Celebrity Champions: Enter Angelina



Angeline Jolie made headlines this week and it wasn’t for the typical celebrity-type reasons. Yesterday, The New York Times published her op-ed piece titled, My Medical Choice. If you haven’t read it, she discusses her decision to have a preventative mastectomy. After genetic testing, she learned that there was an 87% chance she would get breast cancer in her lifetime. Since her own mother died from the disease, she decided to take matters into her own hands. In her piece, she describes the decision as empowering and wishes that genetic testing was more available to the average person.

Her op-ed offers everything you would expect from a Celebrity Champion.

As I discussed in my analysis of Clint Eastwood’s appearance during the Republican National Convention, celebrities help and hurt causes. For some, Jolie’s story is a personal and financial boon. Cancer survivors feel emboldened, physicians encouraged by the prospect of more women getting mammograms (and doing self-examinations at home), research foundations thrilled by the influx of individual contributions, and genetic testing companies flooded with appointment requests. These are not bad outcomes. However, as is often the case when a celebrity is involved, the opportunity to connect an individual issue to a larger social problem (here, the woes of the health care industry and huge population of individuals who cannot afford insurance let alone pay for such testing) is lost.

There are good reasons for Jolie not to make these connections. She is, after all, a celebrity and hopes to make money doing so for years to come. If she becomes a polarizing figure (like Sean Penn), she could decrease her box office value and take home pay. Jolie is not the first to play it safe in this regard. And, again, her decision to share her story can have positive effects – at least in the short term (see The Guardian for additional examples).

What makes her op-ed frustrating is that she points to (and then drops) the political ball several times. Jolie notes that the high costs of genetic testing (she says it is approximately $3,000) is out of reach for most women and recognizes that many women will die from the disease. Instead of taking on the hard issues, she crafts a tale of female empowerment and the importance of a supportive partner. If she didn’t want to take on health care, she could have at least urged Myriad Genetics, which owns the patent on genetic testing for breast cancer, to reduce its hold on the market. The American Civil Liberties Union sued the company; the case was heard in April by the Supreme Court.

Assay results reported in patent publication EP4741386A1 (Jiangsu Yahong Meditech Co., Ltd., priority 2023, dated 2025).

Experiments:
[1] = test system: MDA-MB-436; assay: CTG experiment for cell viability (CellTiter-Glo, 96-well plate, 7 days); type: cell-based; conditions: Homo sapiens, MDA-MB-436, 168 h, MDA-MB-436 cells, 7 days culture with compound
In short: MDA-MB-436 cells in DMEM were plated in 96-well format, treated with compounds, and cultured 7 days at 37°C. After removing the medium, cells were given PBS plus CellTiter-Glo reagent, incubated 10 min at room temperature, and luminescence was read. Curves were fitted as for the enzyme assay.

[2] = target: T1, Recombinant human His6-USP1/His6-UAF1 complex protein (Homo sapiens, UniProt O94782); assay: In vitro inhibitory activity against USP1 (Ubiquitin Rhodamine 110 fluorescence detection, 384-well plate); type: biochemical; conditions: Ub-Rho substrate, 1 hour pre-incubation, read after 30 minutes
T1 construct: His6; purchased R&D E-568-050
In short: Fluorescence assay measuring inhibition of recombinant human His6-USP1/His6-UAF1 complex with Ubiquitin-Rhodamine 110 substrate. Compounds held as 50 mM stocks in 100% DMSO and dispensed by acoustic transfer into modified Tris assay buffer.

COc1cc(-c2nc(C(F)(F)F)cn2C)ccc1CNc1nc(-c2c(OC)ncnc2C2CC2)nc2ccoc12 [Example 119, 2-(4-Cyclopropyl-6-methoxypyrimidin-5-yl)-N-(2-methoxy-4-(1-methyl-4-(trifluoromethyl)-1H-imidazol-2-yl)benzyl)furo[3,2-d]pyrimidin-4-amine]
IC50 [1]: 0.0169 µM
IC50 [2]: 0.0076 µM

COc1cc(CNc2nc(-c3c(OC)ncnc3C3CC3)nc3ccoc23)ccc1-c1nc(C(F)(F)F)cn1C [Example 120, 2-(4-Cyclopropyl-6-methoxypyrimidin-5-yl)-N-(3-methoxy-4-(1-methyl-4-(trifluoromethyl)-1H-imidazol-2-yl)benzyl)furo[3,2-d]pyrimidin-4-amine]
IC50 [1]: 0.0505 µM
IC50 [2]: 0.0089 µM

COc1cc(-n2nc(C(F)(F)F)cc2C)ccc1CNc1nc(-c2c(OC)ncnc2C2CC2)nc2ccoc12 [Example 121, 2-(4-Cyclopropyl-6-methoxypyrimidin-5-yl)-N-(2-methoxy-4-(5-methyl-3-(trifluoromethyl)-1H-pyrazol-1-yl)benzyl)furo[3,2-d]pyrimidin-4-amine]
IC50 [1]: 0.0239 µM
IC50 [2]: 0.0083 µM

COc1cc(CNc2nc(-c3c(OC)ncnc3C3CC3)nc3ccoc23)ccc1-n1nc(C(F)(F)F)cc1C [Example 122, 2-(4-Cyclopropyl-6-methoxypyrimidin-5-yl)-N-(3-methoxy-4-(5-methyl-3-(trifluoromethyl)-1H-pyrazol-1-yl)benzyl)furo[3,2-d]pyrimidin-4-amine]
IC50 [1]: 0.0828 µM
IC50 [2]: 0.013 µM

She also reinforces cultural notions about acceptable (read desirable) and unacceptable (read undesirable) breasts. She describes a (presumably expensive) procedure in which her nipples were retained. By her account, her breasts look “normal” after the reconstruction and, consequently, her children will not see anything that makes them “uncomfortable.”  The latter undercuts goodwill. Women who have survived breast cancer and who either have no breasts or abnormal ones, by Jolie’s account, are likely to take issue with this point. In fact, this may become an issue (at least in the blogosphere) over the coming days – which would further bury the point about the lack of affordable health care in America.

It makes me wonder if she is a celebrity champion after all.


About Double take Sociology

I am a Professor of Sociology, a Research Associate in the Pepper Institute on Aging and Public Policy, and an Associate Dean for Faculty Development and Community Engagement in the College of Social Sciences and Public Policy at Florida State University. I research (and write about) social movements, mass media and politics. To find links to my research, visit www.DeanaRohlinger.com.
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